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Latin American presidents discuss regional stability in Bolivia

Twenty-one leaders from Latin America, Spain and Portugal met in Santa Cruz de la Sierra, Bolivia. They discussed ways to alleviate political turmoil in the region, aid to the host country and as trade integration with the U.S.

Leaders from Latin America, Spain and Portugal met over the weekend at the 13th Ibero American summit in Santa Cruz de la Sierra, Bolivia. There, they discussed crucial issues: an aid plan for the trembling Bolivian democracy, future trade integration in the Free Trade Area of the Americas (FTAA) with the U.S. and Canada, as well as ways to alleviate regional social crisis that threatens continuity of democratic regimes.

In the final statement entitled, "social inclusion, tool for the development of the Ibero American Community", 21 presidents, prime ministers and Cabinet ministers from Europe and Latin America, agreed to fight poverty, as a way to consolidate democracies across the region. They also supported United Nations acts on the no-intervention in other states' affairs and the compromise not to use the military force to resolve international conflicts. Spain and Portugal, prominent member of the US-led coalition that invaded Iraq in March 2003, signed the declaration.

Despite Cuba's leader Fidel Castro did not attend to the Summit, the document included a declaration against the 43-year US embargo to the Island. It also expressed the regional support to the International Crimes Court, as an organism oriented to investigate and punish crimes against humanity, genocide and war crimes.

U.N. Secretary-General Kofi Annan, also took part of the meeting. Annan will be in South America on a four-nation tour that has included stops in Chile, Ecuador, and Peru, to examine the region's scourges: faltering economies and political upheaval.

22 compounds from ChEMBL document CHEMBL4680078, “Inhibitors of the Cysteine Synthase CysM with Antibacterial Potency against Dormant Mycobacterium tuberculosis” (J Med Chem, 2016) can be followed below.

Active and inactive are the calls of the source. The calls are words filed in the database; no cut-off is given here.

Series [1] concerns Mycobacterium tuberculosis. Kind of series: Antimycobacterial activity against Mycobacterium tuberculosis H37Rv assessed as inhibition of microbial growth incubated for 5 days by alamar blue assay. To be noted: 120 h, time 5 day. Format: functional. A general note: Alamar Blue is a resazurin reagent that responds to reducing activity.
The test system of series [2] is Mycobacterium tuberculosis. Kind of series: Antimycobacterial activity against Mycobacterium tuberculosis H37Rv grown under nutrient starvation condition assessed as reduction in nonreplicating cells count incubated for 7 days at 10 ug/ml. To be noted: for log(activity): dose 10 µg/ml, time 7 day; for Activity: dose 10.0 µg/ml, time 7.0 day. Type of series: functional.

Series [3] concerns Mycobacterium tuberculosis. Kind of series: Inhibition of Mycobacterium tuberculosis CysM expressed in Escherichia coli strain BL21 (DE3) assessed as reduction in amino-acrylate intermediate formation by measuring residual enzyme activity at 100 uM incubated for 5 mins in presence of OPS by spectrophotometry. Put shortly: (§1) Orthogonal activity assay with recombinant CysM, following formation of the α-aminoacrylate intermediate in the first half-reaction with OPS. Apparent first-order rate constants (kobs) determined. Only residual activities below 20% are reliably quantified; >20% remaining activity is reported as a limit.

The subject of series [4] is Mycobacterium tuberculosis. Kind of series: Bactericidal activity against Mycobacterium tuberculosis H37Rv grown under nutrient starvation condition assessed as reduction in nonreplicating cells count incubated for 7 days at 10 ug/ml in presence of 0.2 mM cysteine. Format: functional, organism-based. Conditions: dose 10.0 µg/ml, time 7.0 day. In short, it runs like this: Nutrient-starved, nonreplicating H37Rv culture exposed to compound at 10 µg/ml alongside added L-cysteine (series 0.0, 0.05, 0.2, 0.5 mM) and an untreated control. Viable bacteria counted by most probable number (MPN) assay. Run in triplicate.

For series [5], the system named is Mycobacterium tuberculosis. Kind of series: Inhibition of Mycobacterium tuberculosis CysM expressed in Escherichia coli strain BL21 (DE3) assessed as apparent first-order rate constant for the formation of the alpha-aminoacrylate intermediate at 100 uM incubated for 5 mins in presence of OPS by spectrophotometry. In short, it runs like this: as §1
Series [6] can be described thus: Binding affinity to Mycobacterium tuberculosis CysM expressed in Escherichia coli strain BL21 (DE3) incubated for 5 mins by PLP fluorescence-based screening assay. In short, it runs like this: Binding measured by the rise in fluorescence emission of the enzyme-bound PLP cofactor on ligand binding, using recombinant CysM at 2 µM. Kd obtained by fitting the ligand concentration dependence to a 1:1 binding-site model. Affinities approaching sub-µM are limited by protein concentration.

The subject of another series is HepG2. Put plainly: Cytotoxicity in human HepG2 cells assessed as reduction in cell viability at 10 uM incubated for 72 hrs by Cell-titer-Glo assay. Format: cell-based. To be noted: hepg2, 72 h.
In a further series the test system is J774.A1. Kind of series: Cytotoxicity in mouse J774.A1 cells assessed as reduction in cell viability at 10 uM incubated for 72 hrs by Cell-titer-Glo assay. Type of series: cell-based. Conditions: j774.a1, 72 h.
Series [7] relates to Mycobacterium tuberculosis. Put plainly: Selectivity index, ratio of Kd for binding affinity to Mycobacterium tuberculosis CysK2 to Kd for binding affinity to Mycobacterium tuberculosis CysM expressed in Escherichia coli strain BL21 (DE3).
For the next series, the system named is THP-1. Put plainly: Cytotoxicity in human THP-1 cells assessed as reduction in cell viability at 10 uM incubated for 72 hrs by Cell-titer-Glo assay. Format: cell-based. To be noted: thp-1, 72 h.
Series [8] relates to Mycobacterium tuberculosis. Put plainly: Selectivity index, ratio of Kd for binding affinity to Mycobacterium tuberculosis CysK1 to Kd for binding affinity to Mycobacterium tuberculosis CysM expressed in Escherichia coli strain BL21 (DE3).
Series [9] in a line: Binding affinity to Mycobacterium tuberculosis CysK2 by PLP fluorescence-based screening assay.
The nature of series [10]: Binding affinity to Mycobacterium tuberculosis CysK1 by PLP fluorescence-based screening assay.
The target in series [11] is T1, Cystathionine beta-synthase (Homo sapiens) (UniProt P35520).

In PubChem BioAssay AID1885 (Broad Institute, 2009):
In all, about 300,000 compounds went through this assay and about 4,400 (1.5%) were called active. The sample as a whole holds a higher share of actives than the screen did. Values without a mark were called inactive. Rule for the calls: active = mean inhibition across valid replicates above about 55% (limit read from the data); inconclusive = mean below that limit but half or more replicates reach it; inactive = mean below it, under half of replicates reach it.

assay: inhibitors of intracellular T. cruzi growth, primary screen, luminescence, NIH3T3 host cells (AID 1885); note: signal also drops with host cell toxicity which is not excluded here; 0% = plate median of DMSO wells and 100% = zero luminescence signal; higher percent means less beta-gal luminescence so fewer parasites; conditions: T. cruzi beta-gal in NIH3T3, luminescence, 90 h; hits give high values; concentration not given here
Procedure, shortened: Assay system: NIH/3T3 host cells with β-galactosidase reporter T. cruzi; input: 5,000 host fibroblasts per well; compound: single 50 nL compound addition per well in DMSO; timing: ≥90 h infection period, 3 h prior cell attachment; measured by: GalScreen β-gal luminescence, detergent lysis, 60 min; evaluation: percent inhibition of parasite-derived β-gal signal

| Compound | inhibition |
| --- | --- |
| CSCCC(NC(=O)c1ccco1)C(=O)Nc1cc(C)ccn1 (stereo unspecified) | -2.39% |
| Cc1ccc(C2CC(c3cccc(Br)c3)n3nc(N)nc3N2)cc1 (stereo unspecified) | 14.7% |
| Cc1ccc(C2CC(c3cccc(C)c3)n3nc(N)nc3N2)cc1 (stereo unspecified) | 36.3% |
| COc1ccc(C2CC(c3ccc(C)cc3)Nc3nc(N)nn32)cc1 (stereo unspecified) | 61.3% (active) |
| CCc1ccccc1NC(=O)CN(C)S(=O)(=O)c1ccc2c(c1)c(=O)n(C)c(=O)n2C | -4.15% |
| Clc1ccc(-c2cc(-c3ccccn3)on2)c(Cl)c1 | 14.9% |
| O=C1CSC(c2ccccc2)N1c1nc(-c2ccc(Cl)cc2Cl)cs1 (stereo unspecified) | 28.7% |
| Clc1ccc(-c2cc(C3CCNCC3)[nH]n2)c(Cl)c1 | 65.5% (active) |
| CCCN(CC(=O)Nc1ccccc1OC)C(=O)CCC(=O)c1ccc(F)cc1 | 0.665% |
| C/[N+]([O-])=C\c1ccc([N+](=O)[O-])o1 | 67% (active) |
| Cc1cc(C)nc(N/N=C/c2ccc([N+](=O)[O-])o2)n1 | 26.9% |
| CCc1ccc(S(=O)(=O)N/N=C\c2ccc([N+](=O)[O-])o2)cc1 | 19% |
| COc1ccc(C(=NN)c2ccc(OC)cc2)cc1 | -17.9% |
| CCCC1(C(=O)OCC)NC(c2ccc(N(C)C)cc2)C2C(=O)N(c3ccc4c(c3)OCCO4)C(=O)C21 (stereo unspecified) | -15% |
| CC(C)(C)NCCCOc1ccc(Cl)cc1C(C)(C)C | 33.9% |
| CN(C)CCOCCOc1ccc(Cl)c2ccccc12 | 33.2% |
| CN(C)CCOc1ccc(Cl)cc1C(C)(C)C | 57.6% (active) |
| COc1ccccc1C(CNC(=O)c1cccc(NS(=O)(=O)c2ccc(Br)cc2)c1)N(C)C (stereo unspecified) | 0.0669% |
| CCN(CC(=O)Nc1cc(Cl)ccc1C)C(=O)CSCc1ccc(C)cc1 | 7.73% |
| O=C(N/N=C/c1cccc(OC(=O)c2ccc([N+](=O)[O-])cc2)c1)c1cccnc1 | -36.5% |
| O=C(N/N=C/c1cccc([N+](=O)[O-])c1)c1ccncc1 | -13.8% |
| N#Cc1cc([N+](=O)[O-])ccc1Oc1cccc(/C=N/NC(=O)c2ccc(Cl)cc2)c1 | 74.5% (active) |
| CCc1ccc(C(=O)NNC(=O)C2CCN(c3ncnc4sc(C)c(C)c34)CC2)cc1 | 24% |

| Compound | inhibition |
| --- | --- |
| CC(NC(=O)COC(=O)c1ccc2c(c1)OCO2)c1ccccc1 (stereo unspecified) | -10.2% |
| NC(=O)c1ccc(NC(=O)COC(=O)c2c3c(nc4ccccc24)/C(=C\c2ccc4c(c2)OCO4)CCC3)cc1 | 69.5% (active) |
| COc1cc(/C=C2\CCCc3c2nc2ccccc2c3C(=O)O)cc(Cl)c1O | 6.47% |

"There is no greater pressing need right now than reducing poverty," said Honduras President Ricardo Maduro. "I'm convinced we can do it, but only by working together, not each country on its own."

Leaders from Brazil, Chile, Argentina and Mexico held a separate lunch to discuss a further trade integration with the US and Canada in the FTAA. After the meeting, Argentine President Nestor Kirchner said the four countries would go on with negotiations, as expressed their aim to be part of the project "if it means good businesses for all".

This week, in Miami, all countries that take part of the hemispheric agreement will hold a crucial meeting in Miami, Florida, to speed up the integration process in view of the scheduled deadline for 2005. Brazil and Argentina are putting as much pressure as they can to obtain US and Canada agreement to eliminate agricultural subsidies, but Washington is still reluctant on that.

The Ibero-American leaders are gathering in South America's poorest country more than a month after deadly street protests swept Bolivia and forced the ouster of former President Gonzalo Sanchez de Lozada, leaving at least 80 people dead.

Exclusively for PRAVDA.RU

[Picture courtesy of BBC]

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